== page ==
Hybrid Wind-Tidal System Holds Potential to Guarantee Continuous Availability of Grid Power

Offshore wind power is subject to short-term fluctuations, limiting the potential for this technology to serve as a source of continuously available grid power. Scientists at the Graduate School of Energy Science in Kyoto have suggested a hybrid system that combines an offshore wind turbine with a corresponding tidal turbine to make offshore power available to the grid at a constant level (Rahman et al.2011). In the proposed system, tidal power is used to balance the variations in the load of offshore wind power by operating a flywheel motor/generator system. When wind power exceeds a specified level, the tidal system functions as a motor to store surplus power as rotational energy. When wind power falls below a certain level, the tidal system works as a generator to complement the wind power and counter large fluctuations in wind power that can affect the frequency and voltage of output. The hybrid system could enable the development and utilization of offshore renewable energy sources by proposing new load fluctuation control strategies. A laboratory performance analysis favorably evaluated the feasibility of this system. —Meredith Reisfield
Rahman, M., Shunsuke, O., Shirai, Y., 2011. Hybrid offshore wind and tidal turbine power system to compensate for fluctuation (HOTCF). Green Energy and Technology. doi: 10.1007/978-4-431-53910-0_24.

The proposed system utilizes two types of power generation, the tidal motor/generator and the offshore wind turbine generator. While the tidal generator creates smooth output power, the output power of a wind turbine is directly dependent on wind velocity. Rahman and his colleagues built a laboratory scale prototype model of the hybrid system.
The offshore wind turbine generator component of this hybrid system consists of a coreless synchronous generator and a servo-motor. Servo-motors can be combined with encoders to provide an information feedback about position and speed and continuously correct performance. The servo-motor, controlled by a computer, simulated the rotation of an offshore wind turbine. The rpm (rotations per minute) of the motor determined the generation of electrical energy. A 6-pulse diode rectifier converts the AC power generated by the wind turbine to DC power. The tidal turbine component of the systems seeks to apply and control a two way energy flow scheme, so that energy can either be injected into the offshore wind turbine or stored as kinetic energy as wind power fluctuations demand. The tidal component combines a servo-motor with a generator/motor. The servo-motor serves as an input of tidal energy to the generator, which converts the mechanical energy from tides into electrical energy. The tidal turbine induction output is connected to a DC capacitator through a dual way converter. The researchers also placed several small controllers at both ends of the system to monitor operating conditions.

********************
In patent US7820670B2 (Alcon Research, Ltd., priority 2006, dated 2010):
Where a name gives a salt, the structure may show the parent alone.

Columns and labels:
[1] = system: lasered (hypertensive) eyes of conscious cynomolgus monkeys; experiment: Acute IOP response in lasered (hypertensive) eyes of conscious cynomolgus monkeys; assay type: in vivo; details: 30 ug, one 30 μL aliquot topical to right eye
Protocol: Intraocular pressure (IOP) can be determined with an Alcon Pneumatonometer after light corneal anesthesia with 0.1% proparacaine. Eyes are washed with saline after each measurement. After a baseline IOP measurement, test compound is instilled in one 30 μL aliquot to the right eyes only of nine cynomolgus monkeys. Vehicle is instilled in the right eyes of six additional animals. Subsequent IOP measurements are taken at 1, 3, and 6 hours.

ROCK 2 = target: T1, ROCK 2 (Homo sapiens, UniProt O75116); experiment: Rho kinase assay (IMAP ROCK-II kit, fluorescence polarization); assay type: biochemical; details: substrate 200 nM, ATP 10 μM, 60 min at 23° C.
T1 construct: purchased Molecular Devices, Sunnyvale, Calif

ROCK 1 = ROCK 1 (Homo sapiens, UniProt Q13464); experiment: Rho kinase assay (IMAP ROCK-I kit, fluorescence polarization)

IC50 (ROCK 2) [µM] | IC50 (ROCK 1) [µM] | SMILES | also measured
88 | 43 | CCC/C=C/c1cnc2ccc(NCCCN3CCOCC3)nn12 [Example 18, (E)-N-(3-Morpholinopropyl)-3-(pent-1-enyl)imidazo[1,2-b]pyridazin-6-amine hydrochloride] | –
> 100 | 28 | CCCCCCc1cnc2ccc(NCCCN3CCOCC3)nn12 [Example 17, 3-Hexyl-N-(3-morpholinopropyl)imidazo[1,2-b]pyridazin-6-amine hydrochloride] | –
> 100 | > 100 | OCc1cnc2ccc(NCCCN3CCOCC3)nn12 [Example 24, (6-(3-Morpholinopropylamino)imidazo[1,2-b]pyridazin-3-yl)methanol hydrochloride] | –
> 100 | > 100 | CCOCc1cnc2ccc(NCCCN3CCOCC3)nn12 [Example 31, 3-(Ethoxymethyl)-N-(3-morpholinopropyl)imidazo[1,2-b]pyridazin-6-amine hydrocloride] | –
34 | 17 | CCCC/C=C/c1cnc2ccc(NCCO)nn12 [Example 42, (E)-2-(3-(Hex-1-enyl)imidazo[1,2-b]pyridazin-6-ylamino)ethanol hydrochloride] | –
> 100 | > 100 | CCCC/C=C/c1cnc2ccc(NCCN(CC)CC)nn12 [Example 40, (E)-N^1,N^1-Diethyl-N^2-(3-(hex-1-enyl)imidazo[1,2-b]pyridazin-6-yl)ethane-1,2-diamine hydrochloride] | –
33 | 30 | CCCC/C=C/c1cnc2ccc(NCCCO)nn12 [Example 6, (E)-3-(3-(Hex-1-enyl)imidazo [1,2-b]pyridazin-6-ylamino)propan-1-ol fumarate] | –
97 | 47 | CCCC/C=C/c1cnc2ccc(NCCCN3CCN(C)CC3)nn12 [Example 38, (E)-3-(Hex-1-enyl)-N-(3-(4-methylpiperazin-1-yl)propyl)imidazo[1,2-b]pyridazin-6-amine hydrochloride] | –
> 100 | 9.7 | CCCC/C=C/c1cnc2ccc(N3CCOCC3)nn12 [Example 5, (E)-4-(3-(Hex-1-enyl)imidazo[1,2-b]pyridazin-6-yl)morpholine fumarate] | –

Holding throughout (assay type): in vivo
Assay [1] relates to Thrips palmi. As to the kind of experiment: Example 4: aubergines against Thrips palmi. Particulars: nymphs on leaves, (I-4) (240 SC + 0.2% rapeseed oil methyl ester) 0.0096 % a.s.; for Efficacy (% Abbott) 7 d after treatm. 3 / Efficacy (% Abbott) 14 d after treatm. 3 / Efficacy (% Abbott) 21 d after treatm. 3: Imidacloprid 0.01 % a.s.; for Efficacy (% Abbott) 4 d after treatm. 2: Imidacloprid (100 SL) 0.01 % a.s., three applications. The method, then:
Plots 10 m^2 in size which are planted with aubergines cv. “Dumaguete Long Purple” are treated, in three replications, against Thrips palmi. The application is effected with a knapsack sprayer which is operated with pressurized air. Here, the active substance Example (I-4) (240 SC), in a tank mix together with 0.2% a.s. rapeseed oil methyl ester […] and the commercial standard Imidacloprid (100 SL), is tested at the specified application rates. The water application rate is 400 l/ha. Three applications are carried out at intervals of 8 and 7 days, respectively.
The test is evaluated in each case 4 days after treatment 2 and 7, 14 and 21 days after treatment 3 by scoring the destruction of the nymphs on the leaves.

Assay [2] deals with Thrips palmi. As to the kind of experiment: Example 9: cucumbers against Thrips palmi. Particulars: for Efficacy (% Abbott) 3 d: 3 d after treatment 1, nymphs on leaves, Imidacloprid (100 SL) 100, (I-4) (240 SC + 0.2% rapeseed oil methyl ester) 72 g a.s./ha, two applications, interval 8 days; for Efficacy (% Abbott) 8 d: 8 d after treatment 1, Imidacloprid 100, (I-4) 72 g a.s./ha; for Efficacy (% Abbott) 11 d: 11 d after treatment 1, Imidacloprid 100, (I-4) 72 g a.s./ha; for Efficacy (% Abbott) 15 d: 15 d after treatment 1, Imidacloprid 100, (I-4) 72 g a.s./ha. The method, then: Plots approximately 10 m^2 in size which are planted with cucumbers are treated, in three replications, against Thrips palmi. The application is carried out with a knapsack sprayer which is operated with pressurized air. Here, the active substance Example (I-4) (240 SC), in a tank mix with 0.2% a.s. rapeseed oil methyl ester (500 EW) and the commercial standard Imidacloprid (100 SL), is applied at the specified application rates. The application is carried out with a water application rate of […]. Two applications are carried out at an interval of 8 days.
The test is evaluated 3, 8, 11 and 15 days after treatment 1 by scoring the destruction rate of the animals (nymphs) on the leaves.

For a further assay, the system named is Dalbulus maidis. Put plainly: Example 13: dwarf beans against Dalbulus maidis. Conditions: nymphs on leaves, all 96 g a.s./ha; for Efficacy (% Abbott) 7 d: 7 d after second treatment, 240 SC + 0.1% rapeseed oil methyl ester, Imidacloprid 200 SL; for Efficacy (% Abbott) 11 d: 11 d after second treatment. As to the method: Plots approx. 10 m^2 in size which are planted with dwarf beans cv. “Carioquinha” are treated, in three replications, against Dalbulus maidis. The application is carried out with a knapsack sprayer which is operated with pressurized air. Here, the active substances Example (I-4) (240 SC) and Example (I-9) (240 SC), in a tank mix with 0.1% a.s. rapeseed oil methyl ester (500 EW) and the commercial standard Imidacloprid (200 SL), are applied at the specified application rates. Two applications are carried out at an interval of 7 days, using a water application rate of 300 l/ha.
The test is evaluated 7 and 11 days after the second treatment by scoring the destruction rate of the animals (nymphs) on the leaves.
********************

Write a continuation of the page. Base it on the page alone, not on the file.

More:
Tests of the system found that the tidal system turned to generator mode was successfully able to compensate for variations in wind generator output. Conversely, the tidal system could store rotational energy as a flywheel with small losses. The main challenge facing this model is to reduce the delay in recovering grid power to initial value after a drop in wind power generation, which suggests the control flexibility and overall stability of the system can be improved. This framework can produce a relatively stable power output when connected to a commercial grid, avoiding the inherent power fluctuations of traditional offshore wind technologies. The hybrid design makes the system stable, adaptable and easily scalable. Wind and tidal resources can complement each other to general large amounts of power in an economically feasible manner. Successful evaluation of load demands and resource forecasting could make the hybrid system method a successful technique for converting tidal energy and wind energy into electricity. 

Leave a Reply

Fill in your details below or click an icon to log in:

WordPress.com Logo

You are commenting using your WordPress.com account. Log Out /  Change )

Twitter picture

You are commenting using your Twitter account. Log Out /  Change )

Facebook photo

You are commenting using your Facebook account. Log Out /  Change )

Connecting to %s